How to stop a deaf friend speaking embarrassingly loudly

Deaf people often do tend to talk more loudly than the rest of the general public - see Why do deaf people shout?. It isn't always the case, though, as it is often possible to tell whether or not a deaf person has their hearing aid turned on by how loudly they are speaking.

Analyse the problem

Where a deaf person does talk embarrassingly loudly in public, questions arise of who is being embarrassed, whether to try to do anything about it - and if so, what should be done and by whom.

Consider the deaf person's confidence

In my view as someone with distinct hearing problems, the priority ought to be to do nothing to damage her confidence. I say 'her'; let's say that the deaf person is a woman for ease of reading, even though this page is just as applicable for a man.

So how serious is the loud speech? Is the most appropriate and caring way forward to do nothing and simply let it continue? The answer may well be yes.

What to do and who to do it

There are situations where something has to be done about the deaf person talking so loudly. The person who ought to do it, in my view, is one of the family or a close friend. This is because the reaction is likely to be irritation in the first instance and it is best that the irritation is with someone with whom it will quickly blow over.

How to do it

The manner of telling is also important in my view. I would advise it being a throwaway remark in the first instance because if a great deal of importance is attached to it, it is likely to damage confidence. Then the result is likely to be that she withdraws into herself and doesn't dare say anything at all in public.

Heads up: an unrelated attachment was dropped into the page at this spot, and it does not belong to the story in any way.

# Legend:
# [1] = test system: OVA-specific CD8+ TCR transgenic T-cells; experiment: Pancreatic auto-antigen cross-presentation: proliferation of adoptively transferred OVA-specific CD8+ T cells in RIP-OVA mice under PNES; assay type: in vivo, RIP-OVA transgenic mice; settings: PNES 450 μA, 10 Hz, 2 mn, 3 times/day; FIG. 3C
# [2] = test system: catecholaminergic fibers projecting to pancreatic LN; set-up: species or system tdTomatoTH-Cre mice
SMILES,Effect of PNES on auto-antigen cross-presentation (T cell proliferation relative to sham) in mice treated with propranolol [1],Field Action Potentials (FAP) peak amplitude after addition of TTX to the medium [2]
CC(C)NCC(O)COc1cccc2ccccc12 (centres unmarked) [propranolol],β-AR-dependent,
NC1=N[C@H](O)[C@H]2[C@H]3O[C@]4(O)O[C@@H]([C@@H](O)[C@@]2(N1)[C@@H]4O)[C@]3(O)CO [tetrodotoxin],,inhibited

If this tactic doesn't work, I would suggest a simple statement in advance of the next public outing along the lines of, "I'm going to nudge you if you are speaking too loudly." It should be a statement of fact, not an opening for a debate on the issue.

If the nudging doesn't work, you may have to have a heart to heart, no holds barred, talk but let's hope it won't come to that.

If the next 'public' occasion is a small gathering, you may be able to talk to people in advance and ask them to take a turn at getting close to the deaf person and talking 'at' her so that she is more likely to understand the speech. Then you can suggest that these individuals say something along the lines of a pleasantry, "I'm close to you now to give your voice a rest". That implies that the shouting was no more than a generous gesture on the part of the deaf person. So shouldn't damage her self-esteem.

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Disclaimer: The information on this site is for a lay audience and I cannot be responsible for errors or omissions. The views, strategies, advice and suggestions etc are based on my personal experience and are not necessarily appropriate for anyone else. They should, hopefully, stimulate individuals to develop their own strategies.